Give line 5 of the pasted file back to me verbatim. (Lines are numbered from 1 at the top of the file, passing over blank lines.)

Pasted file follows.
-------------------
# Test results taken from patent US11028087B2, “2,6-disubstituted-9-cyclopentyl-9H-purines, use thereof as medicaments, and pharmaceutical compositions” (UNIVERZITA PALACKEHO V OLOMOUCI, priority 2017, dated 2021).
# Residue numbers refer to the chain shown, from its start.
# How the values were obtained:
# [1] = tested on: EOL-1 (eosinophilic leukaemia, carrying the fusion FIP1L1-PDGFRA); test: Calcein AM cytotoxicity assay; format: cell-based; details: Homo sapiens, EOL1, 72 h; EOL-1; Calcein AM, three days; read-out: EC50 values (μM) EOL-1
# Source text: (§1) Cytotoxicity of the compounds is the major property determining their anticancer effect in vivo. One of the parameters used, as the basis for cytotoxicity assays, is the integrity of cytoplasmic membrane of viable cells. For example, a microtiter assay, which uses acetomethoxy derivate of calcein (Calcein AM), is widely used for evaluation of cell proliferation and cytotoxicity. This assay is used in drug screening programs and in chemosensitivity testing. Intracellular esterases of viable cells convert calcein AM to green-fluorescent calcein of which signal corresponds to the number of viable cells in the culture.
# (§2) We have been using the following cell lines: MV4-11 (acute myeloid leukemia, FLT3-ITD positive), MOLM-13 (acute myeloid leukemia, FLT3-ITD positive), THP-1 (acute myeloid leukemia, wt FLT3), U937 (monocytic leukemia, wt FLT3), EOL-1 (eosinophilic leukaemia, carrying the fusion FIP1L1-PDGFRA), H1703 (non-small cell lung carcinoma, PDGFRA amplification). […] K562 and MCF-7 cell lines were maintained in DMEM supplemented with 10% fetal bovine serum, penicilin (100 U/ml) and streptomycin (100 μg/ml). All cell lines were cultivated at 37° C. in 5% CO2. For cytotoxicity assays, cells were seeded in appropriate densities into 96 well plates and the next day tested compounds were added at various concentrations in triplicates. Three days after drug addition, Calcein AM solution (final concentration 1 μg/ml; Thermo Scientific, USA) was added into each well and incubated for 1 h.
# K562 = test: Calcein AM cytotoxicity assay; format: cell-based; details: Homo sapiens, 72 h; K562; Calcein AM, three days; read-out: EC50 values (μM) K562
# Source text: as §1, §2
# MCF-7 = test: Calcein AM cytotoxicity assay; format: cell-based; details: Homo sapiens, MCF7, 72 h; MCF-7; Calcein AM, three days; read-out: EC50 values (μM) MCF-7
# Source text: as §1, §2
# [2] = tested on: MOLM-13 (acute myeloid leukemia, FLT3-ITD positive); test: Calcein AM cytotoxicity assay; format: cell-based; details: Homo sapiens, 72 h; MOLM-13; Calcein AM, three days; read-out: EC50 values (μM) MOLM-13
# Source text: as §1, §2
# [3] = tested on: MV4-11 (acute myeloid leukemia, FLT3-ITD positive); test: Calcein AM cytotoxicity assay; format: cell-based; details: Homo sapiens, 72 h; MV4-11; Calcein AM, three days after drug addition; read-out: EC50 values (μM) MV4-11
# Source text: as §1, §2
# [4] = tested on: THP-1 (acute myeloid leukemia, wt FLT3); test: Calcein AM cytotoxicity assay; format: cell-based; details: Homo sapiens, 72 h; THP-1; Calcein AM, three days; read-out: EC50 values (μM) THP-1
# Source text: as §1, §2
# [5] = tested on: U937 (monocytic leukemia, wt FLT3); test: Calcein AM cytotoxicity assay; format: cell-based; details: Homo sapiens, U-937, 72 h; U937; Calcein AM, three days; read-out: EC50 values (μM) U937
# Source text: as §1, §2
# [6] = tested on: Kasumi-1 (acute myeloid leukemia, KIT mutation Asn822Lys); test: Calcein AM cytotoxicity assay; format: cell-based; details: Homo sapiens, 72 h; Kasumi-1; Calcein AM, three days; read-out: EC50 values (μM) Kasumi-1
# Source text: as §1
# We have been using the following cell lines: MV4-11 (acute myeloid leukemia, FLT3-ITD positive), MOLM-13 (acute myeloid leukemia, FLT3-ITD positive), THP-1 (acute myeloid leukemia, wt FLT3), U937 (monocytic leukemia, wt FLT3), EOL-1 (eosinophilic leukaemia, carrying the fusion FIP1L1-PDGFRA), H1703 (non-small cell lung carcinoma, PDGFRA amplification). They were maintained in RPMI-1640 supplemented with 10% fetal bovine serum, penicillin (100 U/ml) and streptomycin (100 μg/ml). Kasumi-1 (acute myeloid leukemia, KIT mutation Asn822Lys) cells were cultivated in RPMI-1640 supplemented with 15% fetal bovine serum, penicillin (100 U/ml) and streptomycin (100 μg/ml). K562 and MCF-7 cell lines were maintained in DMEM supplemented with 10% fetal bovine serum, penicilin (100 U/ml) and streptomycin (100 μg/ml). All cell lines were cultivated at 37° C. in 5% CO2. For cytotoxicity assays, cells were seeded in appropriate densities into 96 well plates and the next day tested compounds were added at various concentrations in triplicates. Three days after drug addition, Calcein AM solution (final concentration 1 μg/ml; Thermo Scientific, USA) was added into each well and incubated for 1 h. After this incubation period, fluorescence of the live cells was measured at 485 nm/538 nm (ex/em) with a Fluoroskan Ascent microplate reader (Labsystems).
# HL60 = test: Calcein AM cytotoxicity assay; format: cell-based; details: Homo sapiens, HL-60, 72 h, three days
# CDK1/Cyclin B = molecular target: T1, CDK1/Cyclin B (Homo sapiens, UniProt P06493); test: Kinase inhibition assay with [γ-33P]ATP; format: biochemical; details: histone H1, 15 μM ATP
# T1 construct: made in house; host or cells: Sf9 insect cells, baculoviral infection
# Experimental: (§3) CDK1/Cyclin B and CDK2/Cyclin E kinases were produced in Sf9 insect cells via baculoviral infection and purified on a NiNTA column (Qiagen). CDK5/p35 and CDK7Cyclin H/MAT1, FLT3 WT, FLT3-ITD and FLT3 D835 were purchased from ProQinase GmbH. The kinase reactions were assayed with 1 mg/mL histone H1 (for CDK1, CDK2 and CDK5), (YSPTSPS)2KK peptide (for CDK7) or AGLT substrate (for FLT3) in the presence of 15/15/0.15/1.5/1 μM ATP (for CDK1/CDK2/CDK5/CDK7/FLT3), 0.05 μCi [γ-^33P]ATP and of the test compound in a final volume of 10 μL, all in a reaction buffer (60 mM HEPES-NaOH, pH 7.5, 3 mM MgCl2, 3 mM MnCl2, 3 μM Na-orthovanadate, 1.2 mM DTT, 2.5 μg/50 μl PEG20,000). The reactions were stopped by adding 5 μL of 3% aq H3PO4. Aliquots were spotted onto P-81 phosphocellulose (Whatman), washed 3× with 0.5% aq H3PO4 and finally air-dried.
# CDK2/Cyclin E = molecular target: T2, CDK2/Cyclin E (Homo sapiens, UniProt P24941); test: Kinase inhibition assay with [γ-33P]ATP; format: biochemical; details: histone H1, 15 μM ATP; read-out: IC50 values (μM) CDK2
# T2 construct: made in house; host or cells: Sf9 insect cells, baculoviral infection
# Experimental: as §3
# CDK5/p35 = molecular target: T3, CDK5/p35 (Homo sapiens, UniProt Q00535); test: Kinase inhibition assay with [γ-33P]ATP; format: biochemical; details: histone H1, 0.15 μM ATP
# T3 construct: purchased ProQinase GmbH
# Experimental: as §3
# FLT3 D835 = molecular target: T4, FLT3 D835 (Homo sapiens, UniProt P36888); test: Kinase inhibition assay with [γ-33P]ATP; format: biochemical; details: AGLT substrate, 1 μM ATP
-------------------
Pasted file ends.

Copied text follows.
# Source text: (§1) Cytotoxicity of the compounds is the major property determining their anticancer effect in vivo. One of the parameters used, as the basis for cytotoxicity assays, is the integrity of cytoplasmic membrane of viable cells. For example, a microtiter assay, which uses acetomethoxy derivate of calcein (Calcein AM), is widely used for evaluation of cell proliferation and cytotoxicity. This assay is used in drug screening programs and in chemosensitivity testing. Intracellular esterases of viable cells convert calcein AM to green-fluorescent calcein of which signal corresponds to the number of viable cells in the culture.